Thank you for letting me yell about this! I have to say I’m not great at Chinese—the blog is more of a personal exploration in poetics—but I really love Classical Chinese poetry. It’s such a beautiful genre filled with mountains and rivers and profound meditations on homesickness and loss, and there are so many stunning verses that have never appeared in English. I think the value of exploring literature in multiple languages is that you start to realize elements you thought were universal to poetry are actually only specific to a particular culture. For instance, in the Western world, there are so many powerful poems about passion or fear or hatred, and the thrall they hold over the speaker; you kind of start to think that’s the only way to write poetry. But Chinese poetry is more influenced by the zen notion of emptiness, of nonself. A lot of poems deal explicitly with the emptying of the self—the ability to experience the world without being swayed by the tumult of your emotions. Here’s my blog, if you want to check out my silly little scribbles. (The name is a pun! Get it???)
I love this answer because here, writing becomes a tool for rediscovery in addition to one for recovery as you had mentioned before. Also, there are… so many cat books on this shelf… I didn’t even know that was a thing! Do you have any cats of your own?
STOP EXPOSING ME!! I don’t have any cats, but I feed the ones near my apartment most days, and it’s nice to have little cat buddies wherever you go! But I had a terrible cat phase when I was younger—I remember reading DK’s Complete Cat Breed Book until I’d memorized every cat breed in existence. There was an online cat quiz, and at one point, I was the highest scorer in Hong Kong. It was a problem.
“Calling a Wolf a Wolf” by Kaveh Akbar was one of the first poetry books I ever read. What are your thoughts on this book, and what are some other poems or collections you love?
Oh no, I’ve already talked about this! But thank you again for the recommendation—it was one of my first poetry books too! I wish I could say I had a huge stack of poetry collections, but I read most of my poetry online. I love “Eating Together” by Li-Young Lee and “Jiaomen West Station” by Lydia Wei—they’re so sad and fluid and staggeringly beautiful. I also enjoy Federico García Lorca’s poems—he describes landscapes in such a lushly evocative way. I remember he ended one of his poems with “In the fir trees on the mountain: fireflies.” and it absolutely took me out. Imagine it—the fireflies suspended motionless in the dark mountain, blinking in the blue night…it wrecks you like a roundhouse kick in the face.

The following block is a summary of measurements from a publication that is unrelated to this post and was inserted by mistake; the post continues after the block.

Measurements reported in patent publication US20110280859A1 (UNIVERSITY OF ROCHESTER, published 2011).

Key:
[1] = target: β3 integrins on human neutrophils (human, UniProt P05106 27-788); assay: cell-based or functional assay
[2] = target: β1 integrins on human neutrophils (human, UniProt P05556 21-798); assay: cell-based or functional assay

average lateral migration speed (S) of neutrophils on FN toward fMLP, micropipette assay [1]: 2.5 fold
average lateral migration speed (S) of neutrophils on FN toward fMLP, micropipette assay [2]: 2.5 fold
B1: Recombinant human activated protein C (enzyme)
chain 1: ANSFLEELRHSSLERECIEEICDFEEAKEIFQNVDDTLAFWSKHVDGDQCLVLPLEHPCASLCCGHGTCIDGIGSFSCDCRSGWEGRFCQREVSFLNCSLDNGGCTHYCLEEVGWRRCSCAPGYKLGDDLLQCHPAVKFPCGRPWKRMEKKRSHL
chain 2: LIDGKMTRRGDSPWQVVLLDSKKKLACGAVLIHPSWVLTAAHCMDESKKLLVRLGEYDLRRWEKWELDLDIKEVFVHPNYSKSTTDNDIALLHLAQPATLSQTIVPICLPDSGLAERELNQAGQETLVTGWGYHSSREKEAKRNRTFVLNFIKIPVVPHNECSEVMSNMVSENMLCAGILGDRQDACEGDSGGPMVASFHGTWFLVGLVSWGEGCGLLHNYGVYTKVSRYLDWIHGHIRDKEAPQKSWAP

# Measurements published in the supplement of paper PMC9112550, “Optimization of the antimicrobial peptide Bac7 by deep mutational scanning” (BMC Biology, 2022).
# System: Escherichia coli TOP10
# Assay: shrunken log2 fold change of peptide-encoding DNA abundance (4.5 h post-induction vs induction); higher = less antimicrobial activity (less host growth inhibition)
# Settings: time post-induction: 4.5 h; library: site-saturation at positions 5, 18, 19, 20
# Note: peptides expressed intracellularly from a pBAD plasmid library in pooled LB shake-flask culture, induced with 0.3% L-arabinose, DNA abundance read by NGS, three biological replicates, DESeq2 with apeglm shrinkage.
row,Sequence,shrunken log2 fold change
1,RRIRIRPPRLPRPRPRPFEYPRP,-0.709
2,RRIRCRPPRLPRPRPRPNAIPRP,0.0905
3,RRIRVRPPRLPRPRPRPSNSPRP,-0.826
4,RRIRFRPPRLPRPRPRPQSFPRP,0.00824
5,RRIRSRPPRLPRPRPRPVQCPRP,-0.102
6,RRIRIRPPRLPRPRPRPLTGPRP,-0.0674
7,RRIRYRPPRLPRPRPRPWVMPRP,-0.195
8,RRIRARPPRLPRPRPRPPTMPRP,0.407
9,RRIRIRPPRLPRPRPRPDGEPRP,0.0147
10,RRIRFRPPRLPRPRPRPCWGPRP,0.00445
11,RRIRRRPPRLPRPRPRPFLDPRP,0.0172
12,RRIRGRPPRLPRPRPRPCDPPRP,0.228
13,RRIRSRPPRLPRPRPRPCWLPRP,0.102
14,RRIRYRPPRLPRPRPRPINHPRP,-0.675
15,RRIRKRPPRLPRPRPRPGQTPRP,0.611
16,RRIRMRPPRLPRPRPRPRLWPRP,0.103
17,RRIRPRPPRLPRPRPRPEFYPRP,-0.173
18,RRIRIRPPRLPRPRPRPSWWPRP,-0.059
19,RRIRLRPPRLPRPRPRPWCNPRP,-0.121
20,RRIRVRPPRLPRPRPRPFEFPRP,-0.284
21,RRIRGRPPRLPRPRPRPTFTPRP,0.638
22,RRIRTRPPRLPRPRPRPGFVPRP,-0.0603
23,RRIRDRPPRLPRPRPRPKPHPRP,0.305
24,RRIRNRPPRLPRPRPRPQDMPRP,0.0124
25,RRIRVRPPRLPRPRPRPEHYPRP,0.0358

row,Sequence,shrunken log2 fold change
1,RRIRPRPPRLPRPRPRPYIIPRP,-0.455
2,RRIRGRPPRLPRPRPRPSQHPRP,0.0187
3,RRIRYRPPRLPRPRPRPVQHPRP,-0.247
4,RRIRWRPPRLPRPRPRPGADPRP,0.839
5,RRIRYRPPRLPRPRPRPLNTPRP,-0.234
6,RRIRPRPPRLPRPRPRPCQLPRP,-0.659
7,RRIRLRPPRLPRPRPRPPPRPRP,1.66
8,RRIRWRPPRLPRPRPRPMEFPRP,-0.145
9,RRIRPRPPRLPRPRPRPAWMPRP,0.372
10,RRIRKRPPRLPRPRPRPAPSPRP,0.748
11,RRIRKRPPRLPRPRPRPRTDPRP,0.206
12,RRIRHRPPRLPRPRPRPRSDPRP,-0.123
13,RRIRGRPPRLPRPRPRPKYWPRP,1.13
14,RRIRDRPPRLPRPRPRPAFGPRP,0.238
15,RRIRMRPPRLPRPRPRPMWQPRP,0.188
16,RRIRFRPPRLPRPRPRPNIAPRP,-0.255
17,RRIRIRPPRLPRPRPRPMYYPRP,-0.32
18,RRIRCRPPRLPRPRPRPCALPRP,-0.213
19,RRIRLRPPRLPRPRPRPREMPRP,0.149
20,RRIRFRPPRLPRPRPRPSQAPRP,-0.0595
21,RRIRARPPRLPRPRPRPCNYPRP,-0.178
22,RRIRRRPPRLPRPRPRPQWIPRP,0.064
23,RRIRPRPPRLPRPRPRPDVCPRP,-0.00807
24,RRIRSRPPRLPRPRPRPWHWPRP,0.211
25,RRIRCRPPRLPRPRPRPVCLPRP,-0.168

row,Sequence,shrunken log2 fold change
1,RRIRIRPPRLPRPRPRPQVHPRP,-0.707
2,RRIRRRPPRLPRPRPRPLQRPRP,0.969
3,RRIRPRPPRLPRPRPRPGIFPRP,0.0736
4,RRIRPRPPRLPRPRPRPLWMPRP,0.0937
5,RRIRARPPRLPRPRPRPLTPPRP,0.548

Tell us about a strong literary opinion you hold.
I don’t like writing that romanticizes pain—it’s so needless and harmful, especially when you have younger people reading your work. It’s not profound and meaningful to suffer: it’s just painful.
Lastly, is there a question you wished we had asked you?
I actually wanted to thank you for all the cool questions! So lucky to be able to rant so long about my thoughts on books/poetics/eggs, as well as my random little side-projects. I’m so excited to see how the rest of this interview series goes.
Ran Zhao lives in Hong Kong. She is an editor-in-chief at Dishsoap Quarterly, and her writing has been recognized by Bennington College, Hollins University, the New York Times Magazine, and the Foyle Young Poets Award. In her free time, she enjoys petting cats, eating sweet potatoes, and painting.
Dhwanee Goyal is getting through college one donut at a time. The editor-in-chief of Indigo Literary Journal, her work appears or is forthcoming in Barrelhouse, Foglifter Journal, and A Velvet Giant, amongst others. Find her on Twitter @pparallell.